CASE NO. 4509

Heard in Calgary, November 8, 2016












             The Company’s outright discharge assessed to Conductor Gesner following a minor derailment on February 19, 2016 at the Halifax Autoport.




            On February 19, 2016 Conductor Gesner was assigned to train Y505 and was switching at the Autoport yard (HIT) in Halifax. During this tour of duty Conductor Gesner and his locomotive engineer ran through a switch and resulting in the derailment of locomotive CN 4787.

            The Company issued a notice to appear for a formal investigation stating “You are required to attend an investigation in order to provide a Formal Employee Statement in connection with Derailment on CN 4787 on February 19th, 2016.”

            Following the investigation, the Company, on March 10, 2016 issued a CN form 780 assessing discharge to Conductor Gesner for “Discharge for your involvement in the derailment of CN 4787 on February 19, 2016 and related attempt to cover it up by trying to re-rail the locomotive.”

            The Union submits the Company is in violation of Articles 65A, 82 and 85 along with Addendum 124 of the 4.16 Collective Agreement when the Company assessed discharge to Mr. Gesner as a result of a derailment. The Union further submits that the Company is violation of the Brown System of Discipline and arbitral jurisprudence.

            It is the Union’s position that Conductor Gesner was not provided with a fair and impartial hearing as set out in Article 82 of the 4.16 nor was he provided the proper training as required in Article 65A of the 4.16 Collective Agreement.

            The Union seeks to have the discipline assessed to Conductor Gesner declared “void ab initio” given the violations of the Collective Agreement. In the alternative, it is the Union’s position that discipline is unwarranted unjustified and excessive, especially in light of the mitigating circumstances and seeks the for arbitrator to exercise their discretion and substitute a penalty, if warranted, more in keeping with the Brown System of Discipline.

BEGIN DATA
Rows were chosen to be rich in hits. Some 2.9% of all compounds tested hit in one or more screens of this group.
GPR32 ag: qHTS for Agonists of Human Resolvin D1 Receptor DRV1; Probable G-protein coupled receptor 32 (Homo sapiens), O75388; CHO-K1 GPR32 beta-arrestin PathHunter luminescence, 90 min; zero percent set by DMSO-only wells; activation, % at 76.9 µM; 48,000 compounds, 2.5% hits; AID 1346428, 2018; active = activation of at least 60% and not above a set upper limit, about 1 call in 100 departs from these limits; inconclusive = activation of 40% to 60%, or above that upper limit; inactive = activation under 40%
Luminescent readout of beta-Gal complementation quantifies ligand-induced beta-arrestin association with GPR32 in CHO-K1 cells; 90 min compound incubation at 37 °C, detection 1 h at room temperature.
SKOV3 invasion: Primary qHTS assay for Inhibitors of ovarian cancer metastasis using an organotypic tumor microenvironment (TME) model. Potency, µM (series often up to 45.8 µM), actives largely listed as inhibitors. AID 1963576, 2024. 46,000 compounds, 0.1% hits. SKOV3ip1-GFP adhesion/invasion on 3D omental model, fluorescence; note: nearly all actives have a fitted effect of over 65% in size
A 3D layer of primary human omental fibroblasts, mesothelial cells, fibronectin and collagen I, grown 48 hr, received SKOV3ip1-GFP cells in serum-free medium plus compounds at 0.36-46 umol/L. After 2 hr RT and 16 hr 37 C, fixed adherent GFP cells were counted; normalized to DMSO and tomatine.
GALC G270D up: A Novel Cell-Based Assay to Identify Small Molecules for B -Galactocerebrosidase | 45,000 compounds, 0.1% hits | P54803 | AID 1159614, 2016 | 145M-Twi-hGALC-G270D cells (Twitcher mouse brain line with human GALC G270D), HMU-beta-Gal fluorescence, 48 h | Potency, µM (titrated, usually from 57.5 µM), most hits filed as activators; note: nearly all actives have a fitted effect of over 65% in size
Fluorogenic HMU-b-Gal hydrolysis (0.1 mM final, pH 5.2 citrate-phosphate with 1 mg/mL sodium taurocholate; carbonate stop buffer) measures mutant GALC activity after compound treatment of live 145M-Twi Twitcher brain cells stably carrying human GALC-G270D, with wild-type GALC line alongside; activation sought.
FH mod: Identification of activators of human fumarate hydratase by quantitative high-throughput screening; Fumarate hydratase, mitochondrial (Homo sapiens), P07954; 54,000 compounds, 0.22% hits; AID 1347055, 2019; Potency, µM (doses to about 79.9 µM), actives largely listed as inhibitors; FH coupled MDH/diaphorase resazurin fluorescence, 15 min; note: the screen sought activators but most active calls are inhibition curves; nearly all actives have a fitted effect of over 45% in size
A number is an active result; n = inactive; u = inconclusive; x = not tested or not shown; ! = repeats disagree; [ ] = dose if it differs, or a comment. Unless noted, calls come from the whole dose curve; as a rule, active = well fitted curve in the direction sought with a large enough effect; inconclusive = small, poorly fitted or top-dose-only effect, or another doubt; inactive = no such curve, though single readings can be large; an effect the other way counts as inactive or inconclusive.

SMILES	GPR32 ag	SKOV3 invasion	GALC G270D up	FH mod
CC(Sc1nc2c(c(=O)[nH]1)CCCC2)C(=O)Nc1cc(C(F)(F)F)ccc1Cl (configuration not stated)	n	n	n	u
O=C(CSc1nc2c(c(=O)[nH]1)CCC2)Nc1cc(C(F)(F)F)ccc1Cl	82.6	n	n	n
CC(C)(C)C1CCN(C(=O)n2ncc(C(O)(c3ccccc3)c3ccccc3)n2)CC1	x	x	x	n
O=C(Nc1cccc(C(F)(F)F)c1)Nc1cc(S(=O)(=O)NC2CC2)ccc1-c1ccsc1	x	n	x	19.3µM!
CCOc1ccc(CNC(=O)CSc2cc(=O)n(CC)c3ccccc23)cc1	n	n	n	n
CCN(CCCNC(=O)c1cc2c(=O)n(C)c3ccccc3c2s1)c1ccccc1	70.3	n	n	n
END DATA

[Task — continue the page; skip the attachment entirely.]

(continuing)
The Union contends that when the Company discharged Conductor Gesner for “your involvement in the derailment of CN 4787 on February 19, 2016 and related attempt to cover it up by trying to re-rail the locomotive” this was something that the grievor was not aware of until the outset of the investigation.

            The Union further seeks to have Conductor Gesner made whole and reinstated to his employment with compensation for all lost wages and benefits and without the loss of seniority.

            Additionally, given the blatant and repeated violations of the Collective Agreement, that a significant Remedy, under the provisions of Addendum 123, be applied.




            The discharge of Conductor Gesner effective March 10, 2016, for his involvement in the derailment of a locomotive on February 19, 2016 at the Halifax Autoport and attempt to cover up the incident by trying to re-rail the engine.

            On February 19, 2016 Conductor Gesner was assigned to train Y505. While switching at the Autoport (HIT) in Halifax, the crew’s locomotive ran through a switch not properly lined for its itinerary and derailed.

            Mr. Gesner was issued a notice to appear for a formal investigation stating “You are required to attend an investigation in order to provide a Formal Employee Statement in connection with Derailment on CN 4787 on February 19th, 2016.”

            Following the investigation, Conductor Gesner was discharged effective March 10, 2016, for his “[…] involvement in the derailment of CN 4787 on February 19, 2016 and related attempt to cover it up by trying to re-rail the locomotive.”

            Conductor Gesner was provided a fair and impartial investigation and was properly trained with respect to his position.

            At the time a Notice to Appear is prepared, not all the facts have been verified, hence the need for a Formal Statement. Therefore, facts which have not surfaced cannot be included in the Notice to Appear.

            The decision to terminate the grievor was based on the outcome of the investigation. The investigation confirmed that the crew failed to immediately advise the Company about the derailment. The 22 minutes that elapsed before the crew contacted the Company, coupled with locomotive moves recorded after the derailment and all of the information gathered during the statement demonstrate that, on the balance of probabilities, the crew attempted to re-rail their engine.

            Contrary to Unions allegations, there are no mitigating factors in the case at hand. Under the circumstances, it is the Company’s position that discharge was warranted.

            It is also the Company’s position that the circumstances do not justify a Remedy.


FOR THE UNION:                                               FOR THE COMPANY:

(SGD.) J. Robbins                                               (SGD.) A. Daigle

General Chairman                                                  Manager Labour Relations

There appeared on behalf of the Company:

V. Paquet                                       – Labour Relations Manager, Toronto

K. Morris                                         – Senior Manager Labour Relations, Edmonton